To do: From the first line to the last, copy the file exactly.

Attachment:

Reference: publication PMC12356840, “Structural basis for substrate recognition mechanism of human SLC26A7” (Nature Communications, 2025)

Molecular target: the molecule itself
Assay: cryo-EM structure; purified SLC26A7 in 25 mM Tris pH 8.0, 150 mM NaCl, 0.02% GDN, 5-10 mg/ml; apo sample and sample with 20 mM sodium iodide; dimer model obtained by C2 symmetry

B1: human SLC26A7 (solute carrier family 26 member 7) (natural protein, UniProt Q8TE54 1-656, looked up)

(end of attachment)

Reference: publication PMC12356840, “Structural basis for substrate recognition mechanism of human SLC26A7” (Nature Communications, 2025)

Molecular target: the molecule itself
Assay: cryo-EM structure; purified SLC26A7 in 25 mM Tris pH 8.0, 150 mM NaCl, 0.02% GDN, 5-10 mg/ml; apo sample and sample with 20 mM sodium iodide; dimer model obtained by C2 symmetry

B1: human SLC26A7 (solute carrier family 26 member 7) (natural protein, UniProt Q8TE54 1-656, looked up)